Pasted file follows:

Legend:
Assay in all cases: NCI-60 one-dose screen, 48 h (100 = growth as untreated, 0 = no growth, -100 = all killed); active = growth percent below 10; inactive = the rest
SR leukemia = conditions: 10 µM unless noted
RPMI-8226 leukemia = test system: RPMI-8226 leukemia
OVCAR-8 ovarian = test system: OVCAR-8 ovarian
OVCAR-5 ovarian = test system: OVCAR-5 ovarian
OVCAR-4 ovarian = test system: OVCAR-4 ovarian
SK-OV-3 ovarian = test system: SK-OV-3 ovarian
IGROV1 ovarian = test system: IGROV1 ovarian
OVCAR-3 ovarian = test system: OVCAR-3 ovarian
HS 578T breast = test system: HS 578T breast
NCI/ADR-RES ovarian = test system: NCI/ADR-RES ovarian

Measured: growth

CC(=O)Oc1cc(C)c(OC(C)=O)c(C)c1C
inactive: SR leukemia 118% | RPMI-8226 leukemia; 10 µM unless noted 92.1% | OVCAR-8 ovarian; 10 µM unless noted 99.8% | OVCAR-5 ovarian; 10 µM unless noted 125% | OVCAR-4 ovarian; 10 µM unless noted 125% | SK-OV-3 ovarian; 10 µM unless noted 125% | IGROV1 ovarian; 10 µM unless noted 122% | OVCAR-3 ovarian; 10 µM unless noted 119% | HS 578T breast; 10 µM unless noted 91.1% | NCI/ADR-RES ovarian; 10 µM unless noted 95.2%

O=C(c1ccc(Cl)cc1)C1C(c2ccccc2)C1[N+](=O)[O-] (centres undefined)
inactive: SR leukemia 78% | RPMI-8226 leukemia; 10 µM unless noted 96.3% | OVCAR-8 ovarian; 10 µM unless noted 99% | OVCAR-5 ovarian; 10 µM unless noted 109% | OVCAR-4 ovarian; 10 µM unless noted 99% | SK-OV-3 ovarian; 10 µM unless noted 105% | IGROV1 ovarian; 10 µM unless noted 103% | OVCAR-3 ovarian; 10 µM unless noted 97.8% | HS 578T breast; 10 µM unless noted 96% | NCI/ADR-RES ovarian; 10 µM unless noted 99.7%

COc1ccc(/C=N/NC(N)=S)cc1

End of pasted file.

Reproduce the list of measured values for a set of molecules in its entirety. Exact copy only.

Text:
Legend:
Assay in all cases: NCI-60 one-dose screen, 48 h (100 = growth as untreated, 0 = no growth, -100 = all killed); active = growth percent below 10; inactive = the rest
SR leukemia = conditions: 10 µM unless noted
RPMI-8226 leukemia = test system: RPMI-8226 leukemia
OVCAR-8 ovarian = test system: OVCAR-8 ovarian
OVCAR-5 ovarian = test system: OVCAR-5 ovarian
OVCAR-4 ovarian = test system: OVCAR-4 ovarian
SK-OV-3 ovarian = test system: SK-OV-3 ovarian
IGROV1 ovarian = test system: IGROV1 ovarian
OVCAR-3 ovarian = test system: OVCAR-3 ovarian
HS 578T breast = test system: HS 578T breast
NCI/ADR-RES ovarian = test system: NCI/ADR-RES ovarian

Measured: growth

CC(=O)Oc1cc(C)c(OC(C)=O)c(C)c1C
inactive: SR leukemia 118% | RPMI-8226 leukemia; 10 µM unless noted 92.1% | OVCAR-8 ovarian; 10 µM unless noted 99.8% | OVCAR-5 ovarian; 10 µM unless noted 125% | OVCAR-4 ovarian; 10 µM unless noted 125% | SK-OV-3 ovarian; 10 µM unless noted 125% | IGROV1 ovarian; 10 µM unless noted 122% | OVCAR-3 ovarian; 10 µM unless noted 119% | HS 578T breast; 10 µM unless noted 91.1% | NCI/ADR-RES ovarian; 10 µM unless noted 95.2%

O=C(c1ccc(Cl)cc1)C1C(c2ccccc2)C1[N+](=O)[O-] (centres undefined)
inactive: SR leukemia 78% | RPMI-8226 leukemia; 10 µM unless noted 96.3% | OVCAR-8 ovarian; 10 µM unless noted 99% | OVCAR-5 ovarian; 10 µM unless noted 109% | OVCAR-4 ovarian; 10 µM unless noted 99% | SK-OV-3 ovarian; 10 µM unless noted 105% | IGROV1 ovarian; 10 µM unless noted 103% | OVCAR-3 ovarian; 10 µM unless noted 97.8% | HS 578T breast; 10 µM unless noted 96% | NCI/ADR-RES ovarian; 10 µM unless noted 99.7%

COc1ccc(/C=N/NC(N)=S)cc1